Syntax Highlighted Diffs

Unified and split diffs now feature syntax highlighting, which adds colors to your code to make its meaning and structure clearer. Now you can more easily understand the code that was changed in a commit, pull request, or review comment.

A diff with and without syntax highlighting

See it in action at dotnet/corefx or your favorite repository.

See results from all pull request status checks

Since we introduced the Status API, you've been able to improve the quality of your code by including the status of a pull request within the conversation timeline, for every push. Before today, you've only been able to see results from one service. Now you can see all your results at once, from multiple CI systems that test your code against different platforms to simultaneous security testing and code coverage analysis.

screenshot of status area with a few statuses

You can also see how the status of a pull request has changed over its history by clicking the icons listed next to individual commits.

screenshot of a commit with multiple statuses

If you're interested in how to set up your own statuses, take a look at our Status API docs along with this guide to building your own CI service. You can also check out some the services that use the Status API to help you keep your code clean, confirm your tests are passing, and make sure contributors have agreed to your CLA.

Introducing organization webhooks

Webhooks are now available at the organization level on Organization webhooks send events for all repositories in an organization. They also include new events for repository creation, team membership, and more.

org hooks

If you're extending GitHub into your internal systems, organization webhooks save you time by helping you configure integrations across multiple repositories in one place. The addition of organizational-level events, like team membership, open up new possibilties for integrators building applications that work with GitHub.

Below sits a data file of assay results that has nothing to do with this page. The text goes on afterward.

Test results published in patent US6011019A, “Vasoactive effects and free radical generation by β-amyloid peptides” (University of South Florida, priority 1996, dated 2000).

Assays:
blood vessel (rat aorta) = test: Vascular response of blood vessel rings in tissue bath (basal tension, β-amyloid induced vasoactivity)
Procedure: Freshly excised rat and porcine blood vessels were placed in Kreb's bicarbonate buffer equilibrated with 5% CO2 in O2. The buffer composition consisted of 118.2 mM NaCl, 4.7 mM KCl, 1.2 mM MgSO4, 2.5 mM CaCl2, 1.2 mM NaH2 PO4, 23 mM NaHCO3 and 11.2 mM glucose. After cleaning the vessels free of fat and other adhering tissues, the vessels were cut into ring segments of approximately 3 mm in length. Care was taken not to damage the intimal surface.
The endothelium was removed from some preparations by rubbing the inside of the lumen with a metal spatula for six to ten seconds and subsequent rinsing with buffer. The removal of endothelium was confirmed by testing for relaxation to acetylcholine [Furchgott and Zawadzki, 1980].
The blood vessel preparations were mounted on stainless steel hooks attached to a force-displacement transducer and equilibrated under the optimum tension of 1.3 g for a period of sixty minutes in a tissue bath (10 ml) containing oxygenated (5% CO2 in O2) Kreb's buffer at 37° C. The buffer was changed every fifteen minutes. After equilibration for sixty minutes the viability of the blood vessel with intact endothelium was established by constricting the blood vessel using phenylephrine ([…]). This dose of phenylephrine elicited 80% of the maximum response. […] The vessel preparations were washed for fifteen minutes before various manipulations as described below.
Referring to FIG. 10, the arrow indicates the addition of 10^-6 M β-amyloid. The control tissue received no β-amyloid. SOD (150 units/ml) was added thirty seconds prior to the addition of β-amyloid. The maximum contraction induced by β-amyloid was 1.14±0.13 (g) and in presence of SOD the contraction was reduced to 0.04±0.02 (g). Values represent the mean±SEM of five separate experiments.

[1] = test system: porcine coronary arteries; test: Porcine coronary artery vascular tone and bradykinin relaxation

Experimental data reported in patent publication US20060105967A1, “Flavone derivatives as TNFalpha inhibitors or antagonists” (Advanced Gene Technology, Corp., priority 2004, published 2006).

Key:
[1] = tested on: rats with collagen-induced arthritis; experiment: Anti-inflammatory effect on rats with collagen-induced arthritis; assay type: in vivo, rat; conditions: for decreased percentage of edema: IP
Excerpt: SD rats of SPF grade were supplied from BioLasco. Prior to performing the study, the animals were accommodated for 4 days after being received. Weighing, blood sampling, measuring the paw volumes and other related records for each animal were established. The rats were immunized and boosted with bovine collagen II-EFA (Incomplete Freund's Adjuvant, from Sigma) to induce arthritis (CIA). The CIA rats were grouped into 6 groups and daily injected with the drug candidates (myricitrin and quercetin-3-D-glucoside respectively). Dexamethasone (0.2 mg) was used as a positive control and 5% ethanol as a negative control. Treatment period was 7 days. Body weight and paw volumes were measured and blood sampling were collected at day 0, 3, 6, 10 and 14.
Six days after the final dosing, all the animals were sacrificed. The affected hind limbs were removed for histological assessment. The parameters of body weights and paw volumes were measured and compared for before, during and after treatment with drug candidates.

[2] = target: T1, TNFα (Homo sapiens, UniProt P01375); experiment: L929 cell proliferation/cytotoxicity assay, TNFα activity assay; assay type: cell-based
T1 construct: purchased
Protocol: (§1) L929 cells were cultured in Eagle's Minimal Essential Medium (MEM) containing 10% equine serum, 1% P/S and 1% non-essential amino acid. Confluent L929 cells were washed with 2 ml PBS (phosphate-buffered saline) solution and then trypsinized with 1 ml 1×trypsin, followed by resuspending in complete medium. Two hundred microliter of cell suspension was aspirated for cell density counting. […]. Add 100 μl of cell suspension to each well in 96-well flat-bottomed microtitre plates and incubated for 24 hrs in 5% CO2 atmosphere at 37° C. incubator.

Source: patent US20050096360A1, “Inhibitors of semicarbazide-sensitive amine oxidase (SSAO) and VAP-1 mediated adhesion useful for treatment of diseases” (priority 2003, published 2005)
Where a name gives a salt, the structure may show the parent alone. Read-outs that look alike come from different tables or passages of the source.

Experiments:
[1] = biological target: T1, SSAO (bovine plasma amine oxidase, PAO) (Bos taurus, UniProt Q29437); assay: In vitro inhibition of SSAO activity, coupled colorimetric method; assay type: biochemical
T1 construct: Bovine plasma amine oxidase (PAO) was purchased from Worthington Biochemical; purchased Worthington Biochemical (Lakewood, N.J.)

For all the details, check out our updated webhook developer guide.

Delete merged branches from your phone

After we introduced the merge button on mobile, we heard from many of you that you'd love to be able to delete merged branches on your phone too. Now you can!


Happy branching!

Linking merged pull requests from commits

We've been including the containing branches and tags on commit pages to give you more context around changes. Now, commits in a repository's default branch will also show you the pull request that introduced them.

no touching

In the pull request, you can see the discussion around why the commit was introduced, and get a clearer picture of the reason for the change.

As always, if you know the commit SHA, you can skip the commit page and search for the pull request directly.

For more information, check out our Help docs.

SVG Viewing & Diffing

In the spirit of making diffs of rich information easier to parse, SVG images are now viewable and diffable on GitHub!

SVG diff demo

As always, you can find more details in our help documentation.

Managing Issues and Pull Requests Across Repositories

Keep track of all of your issues and pull requests with the new Issues Dashboard and the new Pull Requests Dashboard.


When we rebuilt GitHub Issues earlier this summer, we made it easier to search and filter issues and pull requests in a repository. Now it's time to think bigger: these new dashboards let you manage your work across all of your repositories at once. You can find links to them at the top of your News Feed.

Use them to quickly find issues you've created. Or pull requests that mention your username. Or issues that have been assigned to you. Or go ahead and use any of our custom advanced search filters and create your own often-used search... the sky's the limit.

View Issue/Pull Request buttons for Gmail

If you're a Gmail user who gets GitHub notifications via email, you'll notice
that we've added subject-line links to issues and pull requests on notification

View Issue/Pull Request buttons

You can use these links to more quickly access content on GitHub -- all without
having to open your email notifications.

This feature is brought to you using Gmail's Actions in the Inbox.

Better Word Highlighting in Diffs

Commits, compare views, and pull requests now highlight individual changed words instead of the entire changed section, making it easier for you to see exactly what’s been added or removed.